The Rockies split their two spring training games yesterday with continued strong starting pitching. Brett Anderson started a win against the Reds while Pedro Hernandez pitched well in his start that saw the bullpen give up a loss to the Arizona Diamondbacks. Wade Miley plunking Troy Tulowitzki in the leg is probably the biggest news of the day and Tulo is now going day-to-day while waiting for the swelling to subside. Here are your links:
Purplerow has your best recap of the Rockies' early game as neither mlb.com nor the Denver Post thought it was worthwhile to have an article up this morning about the game. Jay Tymkovich has all of the information to include Anderson's strong outing (Brett said his changeup was horrible so I look forward to when he gets that working) and Tyler Matzek starting the ninth off with four walks to almost give the game away.
Other than a D-back starting pitcher hitting Tulo in the leg, Paul Janish is still going strong in spring training. Going 2 for 3, he raised his average to .480 while also getting his first extra base hit of the spring as a home run off of a young Arizona reliever.
Larry Walker visiting camp was the big news for the Rockies yesterday. His ten day visit as a guest hitting instructor made both mlb.com and the Denver Post. While the article linked above focuses on his role in camp, the Post talks more about his hall of fame chances, you can read it here.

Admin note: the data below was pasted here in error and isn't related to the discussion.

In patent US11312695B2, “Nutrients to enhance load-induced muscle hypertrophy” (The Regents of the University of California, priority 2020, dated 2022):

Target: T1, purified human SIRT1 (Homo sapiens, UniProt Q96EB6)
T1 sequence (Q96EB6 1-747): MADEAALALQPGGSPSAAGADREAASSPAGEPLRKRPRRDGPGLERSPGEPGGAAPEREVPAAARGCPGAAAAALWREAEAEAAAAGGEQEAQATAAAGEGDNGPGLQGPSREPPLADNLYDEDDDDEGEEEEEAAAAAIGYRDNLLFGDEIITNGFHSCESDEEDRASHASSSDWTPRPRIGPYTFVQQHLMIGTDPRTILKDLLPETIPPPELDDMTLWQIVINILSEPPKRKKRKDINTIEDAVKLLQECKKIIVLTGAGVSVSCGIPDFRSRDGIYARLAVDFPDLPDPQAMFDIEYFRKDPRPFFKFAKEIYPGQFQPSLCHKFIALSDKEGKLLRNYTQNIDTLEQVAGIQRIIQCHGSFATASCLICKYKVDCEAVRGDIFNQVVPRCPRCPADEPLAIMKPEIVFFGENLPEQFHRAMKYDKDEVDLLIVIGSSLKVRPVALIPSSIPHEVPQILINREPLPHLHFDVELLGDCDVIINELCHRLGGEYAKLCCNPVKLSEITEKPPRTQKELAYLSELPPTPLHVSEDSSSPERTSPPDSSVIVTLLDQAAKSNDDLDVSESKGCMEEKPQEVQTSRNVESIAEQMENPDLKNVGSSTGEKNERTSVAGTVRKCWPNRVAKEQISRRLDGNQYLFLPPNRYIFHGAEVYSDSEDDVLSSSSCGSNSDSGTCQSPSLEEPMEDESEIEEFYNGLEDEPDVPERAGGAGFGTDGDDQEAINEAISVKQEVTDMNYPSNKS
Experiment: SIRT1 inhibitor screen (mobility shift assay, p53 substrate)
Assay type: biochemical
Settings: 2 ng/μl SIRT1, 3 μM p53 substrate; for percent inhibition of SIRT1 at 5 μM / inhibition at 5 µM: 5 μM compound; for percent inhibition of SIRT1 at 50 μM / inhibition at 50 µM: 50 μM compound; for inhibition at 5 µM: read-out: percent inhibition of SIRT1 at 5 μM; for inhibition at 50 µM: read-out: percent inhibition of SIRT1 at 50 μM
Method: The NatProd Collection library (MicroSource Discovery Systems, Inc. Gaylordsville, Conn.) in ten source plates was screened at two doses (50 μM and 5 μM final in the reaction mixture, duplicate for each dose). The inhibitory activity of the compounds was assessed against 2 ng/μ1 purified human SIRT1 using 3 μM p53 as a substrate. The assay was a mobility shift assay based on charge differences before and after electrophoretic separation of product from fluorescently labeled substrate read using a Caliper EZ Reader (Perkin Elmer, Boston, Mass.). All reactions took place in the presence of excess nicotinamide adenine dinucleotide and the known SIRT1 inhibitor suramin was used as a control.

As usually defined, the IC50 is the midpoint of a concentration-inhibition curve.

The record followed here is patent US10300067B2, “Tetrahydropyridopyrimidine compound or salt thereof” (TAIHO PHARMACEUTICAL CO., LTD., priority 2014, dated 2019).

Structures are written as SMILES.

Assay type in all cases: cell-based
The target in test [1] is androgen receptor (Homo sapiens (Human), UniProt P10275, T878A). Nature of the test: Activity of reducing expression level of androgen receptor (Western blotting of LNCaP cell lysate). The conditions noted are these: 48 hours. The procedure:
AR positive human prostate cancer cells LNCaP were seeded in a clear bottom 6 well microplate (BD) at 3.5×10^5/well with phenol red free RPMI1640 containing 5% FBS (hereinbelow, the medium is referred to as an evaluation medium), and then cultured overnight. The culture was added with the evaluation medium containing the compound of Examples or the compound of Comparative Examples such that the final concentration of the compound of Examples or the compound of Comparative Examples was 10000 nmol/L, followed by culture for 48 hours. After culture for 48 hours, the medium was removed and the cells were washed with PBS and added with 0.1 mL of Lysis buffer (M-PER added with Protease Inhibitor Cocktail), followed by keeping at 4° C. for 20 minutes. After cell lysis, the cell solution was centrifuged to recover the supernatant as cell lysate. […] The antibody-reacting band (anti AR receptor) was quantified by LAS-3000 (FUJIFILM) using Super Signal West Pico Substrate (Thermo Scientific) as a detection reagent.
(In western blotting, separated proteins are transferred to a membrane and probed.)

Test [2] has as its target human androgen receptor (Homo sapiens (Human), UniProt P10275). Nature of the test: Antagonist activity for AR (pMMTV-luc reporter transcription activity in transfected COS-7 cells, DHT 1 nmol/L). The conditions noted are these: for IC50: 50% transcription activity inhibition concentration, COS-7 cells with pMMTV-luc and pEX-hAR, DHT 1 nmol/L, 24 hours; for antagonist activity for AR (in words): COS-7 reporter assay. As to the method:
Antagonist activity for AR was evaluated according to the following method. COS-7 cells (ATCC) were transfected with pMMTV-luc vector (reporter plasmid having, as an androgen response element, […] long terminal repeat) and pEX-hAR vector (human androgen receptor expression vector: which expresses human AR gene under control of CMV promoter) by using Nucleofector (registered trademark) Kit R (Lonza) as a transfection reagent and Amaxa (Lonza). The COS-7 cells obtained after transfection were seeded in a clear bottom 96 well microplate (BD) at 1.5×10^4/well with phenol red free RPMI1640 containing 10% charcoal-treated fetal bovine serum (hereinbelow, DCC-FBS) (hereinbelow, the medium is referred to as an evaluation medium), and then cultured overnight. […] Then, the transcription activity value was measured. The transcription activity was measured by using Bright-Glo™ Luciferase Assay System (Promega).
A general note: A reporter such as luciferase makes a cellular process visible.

It is getting later in spring training, but Thomas Harding uses a standard spring training mini-story to put together his group of mini-stories for the day. Other items in the article include: Tulo's status, Josh Rutldege's return from ankle issues, and Tyler Matzek's up and down spring.
Tony Blengino lays down the ground rules for how he will rank the league's farm systems over the next couple of weeks, pointing out the importance of elite prospects. Good article thread to pay attention to as I expect good comments about the Rockies.
With the Braves, who already had a stable of strong pitchers, picking up Ervin Santana, Eno Sarris looks at what a team needs over a full year for starters. The consensus is somewhere between eight and ten just in case there are multiple injuries at the same time. The Rockies look to have at least seven with some other interesting possibilities so they may finally have the required depth to not fade as the season wears on.